Unions should represent employees, not work against their own members’ interests. Yet, that’s exactly what happened to public sector workers in Erie—and some are pushing back.
During closed-door negotiation meetings (with taxpayers footing the bill), Erie Water Works offered two retirement/benefits packages to AFSCME Local 2206, the union representing these workers. Yet the union presented just one option to members for ratification, depriving them of vital information.
Not only did union leaders deceptively withhold information, but the hidden option included higher pay and additional benefits—the very issues hypothetically prioritized by a union.
For Mark Kiddo, a union member who has worked for Erie Water Works 16 years, the move was clear: “The union is breaking its own rules.”
Why would union leaders mislead their own members? The option including increased salaries and benefits also placed new workers in a 401(k)-style plan, and union leaders are committed to keeping a traditional defined-benefit pension plan.
Pennsylvania union leaders have long defended defined-benefit pensions, despite their unsustainability and risk to taxpayers. So the union forced Erie Water Works employees into accepting a plan for lesser pay increases and no new benefits. Though purporting to negotiate on behalf of members, the final contract reflected union priorities and not the views of their members.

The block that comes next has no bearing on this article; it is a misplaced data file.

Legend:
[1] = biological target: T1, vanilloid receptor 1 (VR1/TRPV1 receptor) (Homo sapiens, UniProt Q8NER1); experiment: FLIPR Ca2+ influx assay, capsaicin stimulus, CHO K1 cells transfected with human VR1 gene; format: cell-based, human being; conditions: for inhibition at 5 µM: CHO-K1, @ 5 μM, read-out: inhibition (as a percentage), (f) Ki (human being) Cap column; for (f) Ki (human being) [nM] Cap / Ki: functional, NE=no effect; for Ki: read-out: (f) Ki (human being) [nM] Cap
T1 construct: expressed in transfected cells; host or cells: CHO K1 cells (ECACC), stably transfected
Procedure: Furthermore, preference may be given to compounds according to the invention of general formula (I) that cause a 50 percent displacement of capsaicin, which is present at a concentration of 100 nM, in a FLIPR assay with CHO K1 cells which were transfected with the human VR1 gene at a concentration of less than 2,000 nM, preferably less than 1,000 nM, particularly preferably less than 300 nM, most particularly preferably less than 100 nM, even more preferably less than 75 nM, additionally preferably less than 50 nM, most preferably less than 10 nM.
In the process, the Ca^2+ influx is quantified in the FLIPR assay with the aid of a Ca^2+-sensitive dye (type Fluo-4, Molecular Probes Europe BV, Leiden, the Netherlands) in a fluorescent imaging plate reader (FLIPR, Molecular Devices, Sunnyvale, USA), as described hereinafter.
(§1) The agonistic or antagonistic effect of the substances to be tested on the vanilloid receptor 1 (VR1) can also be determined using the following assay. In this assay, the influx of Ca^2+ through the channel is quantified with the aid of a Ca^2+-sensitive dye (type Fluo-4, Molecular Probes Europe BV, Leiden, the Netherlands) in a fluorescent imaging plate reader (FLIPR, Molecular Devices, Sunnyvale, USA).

We thought AFSCME was working for us…But it turns out our union leaders are willing to knowingly conceal information from us if it suits their purpose. We deserve fair and honest representation.
Mark Kiddo, Erie Water Works Employee
Kiddo and seven other employees, with the assistance of public interest law firm The Fairness Center, filed a lawsuit this week against AFSCME 2206. They are seeking monetary damages, but according to The Fairness Center:
Mark and his co workers ultimately want AFSCME officials to honor their duty to fairly represent public employees and the chance to accept the higher pay, benefits, and defined-contribution retirement plan for new employees that Erie Water Works offered.
A union truly representing workers would invite members into the negotiation process, not make deals behind closed doors with public officials.
In Kiddo’s own words: “We thought AFSCME was working for us…But it turns out our union leaders are willing to knowingly conceal information from us if it suits their purpose. We deserve fair and honest representation.”